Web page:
"But, I'm to the point to where people are going to pretty much do what they're going to do and I pretty much don't let it rule my life. I can't change whatever they do, so it's about controlling things I can control and that's something I can't control, so I don't worry about it."

ARE YOU MORE RELAXED OR MORE OPTIMISTIC GOING INTO THIS SEASON? "I guess I feel more relaxed going into this year versus last year, I guess from the standpoint that I don't feel like I have anything to prove anymore. There are still a lot of things I want to do in Winston Cup, but I don't feel like I have to prove something to everybody by winning a championship. We've won a championship now, so we've proven that we can do that now.

"I think the goal that I've set for myself - and I told a couple of the guys yesterday when we were talking about it - I said, 'My goal is to have fun this year - strictly to have fun.' If we win another championship with it, great. If we don't win, as long as we have fun and we know that every week we gave 100 percent we'll take exactly whatever it gives us. If that is 10th in points, then we'll take 10th this year. But, we're going to try to win every race like we do every week. There is really nothing different there, but I think my mindset is different about it. I don't feel like that I have to prove something to the world that, 'Hey, I can battle adversity and win a championship.' We pretty much went through the most miserable year you could go through last year and won a championship, and started the year off as bad as you can by coming here and finishing 43rd. I don't feel that I have anything else to prove anymore from that standpoint, so I guess I'm just a little more relaxed going into this year than I was in previous years. The last couple years I felt like, 'Man, we have to get off to a good start to have a chance to win the points,' and we still do. But, with the way it started last year, maybe you don't have to have a perfect start to the year to be able to be a contender."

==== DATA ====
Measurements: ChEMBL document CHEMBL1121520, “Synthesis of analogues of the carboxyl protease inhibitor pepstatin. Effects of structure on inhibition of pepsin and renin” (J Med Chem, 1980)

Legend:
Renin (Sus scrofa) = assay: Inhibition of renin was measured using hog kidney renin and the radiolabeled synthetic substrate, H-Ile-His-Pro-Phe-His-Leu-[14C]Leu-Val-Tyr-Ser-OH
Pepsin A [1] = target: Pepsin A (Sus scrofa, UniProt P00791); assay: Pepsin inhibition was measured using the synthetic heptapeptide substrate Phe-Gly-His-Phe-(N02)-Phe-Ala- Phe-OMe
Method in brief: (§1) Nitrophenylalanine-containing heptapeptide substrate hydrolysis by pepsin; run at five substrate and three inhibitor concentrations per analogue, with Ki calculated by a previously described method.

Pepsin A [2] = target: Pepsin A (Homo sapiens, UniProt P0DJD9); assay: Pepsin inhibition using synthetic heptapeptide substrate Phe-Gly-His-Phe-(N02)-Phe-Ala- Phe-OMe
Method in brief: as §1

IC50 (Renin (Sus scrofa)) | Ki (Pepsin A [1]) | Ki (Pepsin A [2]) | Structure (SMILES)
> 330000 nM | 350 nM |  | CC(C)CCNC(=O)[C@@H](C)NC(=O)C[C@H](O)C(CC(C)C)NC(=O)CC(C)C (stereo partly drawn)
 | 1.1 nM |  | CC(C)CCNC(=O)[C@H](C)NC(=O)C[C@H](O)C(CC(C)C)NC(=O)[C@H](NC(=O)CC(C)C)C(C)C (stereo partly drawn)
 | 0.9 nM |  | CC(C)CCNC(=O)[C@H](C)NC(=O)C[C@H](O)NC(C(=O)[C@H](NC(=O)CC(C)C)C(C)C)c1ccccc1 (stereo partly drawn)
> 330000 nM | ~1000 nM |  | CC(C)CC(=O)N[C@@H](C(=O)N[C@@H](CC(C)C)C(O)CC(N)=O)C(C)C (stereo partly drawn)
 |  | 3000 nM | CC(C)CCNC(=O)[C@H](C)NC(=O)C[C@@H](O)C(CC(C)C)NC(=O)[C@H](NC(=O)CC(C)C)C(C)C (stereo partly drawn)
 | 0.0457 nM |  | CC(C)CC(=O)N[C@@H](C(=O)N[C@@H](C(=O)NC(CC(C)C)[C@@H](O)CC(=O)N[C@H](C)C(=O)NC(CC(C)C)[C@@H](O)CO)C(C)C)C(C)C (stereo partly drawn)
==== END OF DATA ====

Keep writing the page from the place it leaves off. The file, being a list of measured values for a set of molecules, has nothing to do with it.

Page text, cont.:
DO YOU HAVE ANY PARTICULAR ATTITUDE REGARDING THE DAYTONA 500, KNOWING YOUR LAST COUPLE YEARS HAVEN'T BEEN THAT SUCCESSFUL HERE? "It's kind of the same attitude that I have to take when I go to Indy. It's still another race. It's still our biggest race of the year. But, if I have to pick between the two of either landing on my head or rolling into the garage I'd rather roll in the garage this year again. But, I'd rather finish the Daytona 500 this year. Maybe after getting on your head (in 2000) and blowing up on the second lap (last year) - maybe the third time is the charm now. Maybe we can actually finish this thing and actually win it.

"We'll just do what we can. There are so many things that are out of your control. You've just got to take the situations as they come."

SO IT'S NOT A 'BRAIN TUMOR' FOR YOU? "I've eliminated all the brain tumors over the off-season, so I'm 'tumor free' right now."

WITH THE NEW FUEL CELL RULES HERE IT PUTS MORE OF AN EMPHASIS ON PIT CREWS...DO YOU LIKE THAT OR WOULD YOU RATHER HAVE MORE OF IT IN YOUR CONTROL? "I think every week it's a combination. I think it puts a little more of them into the equation.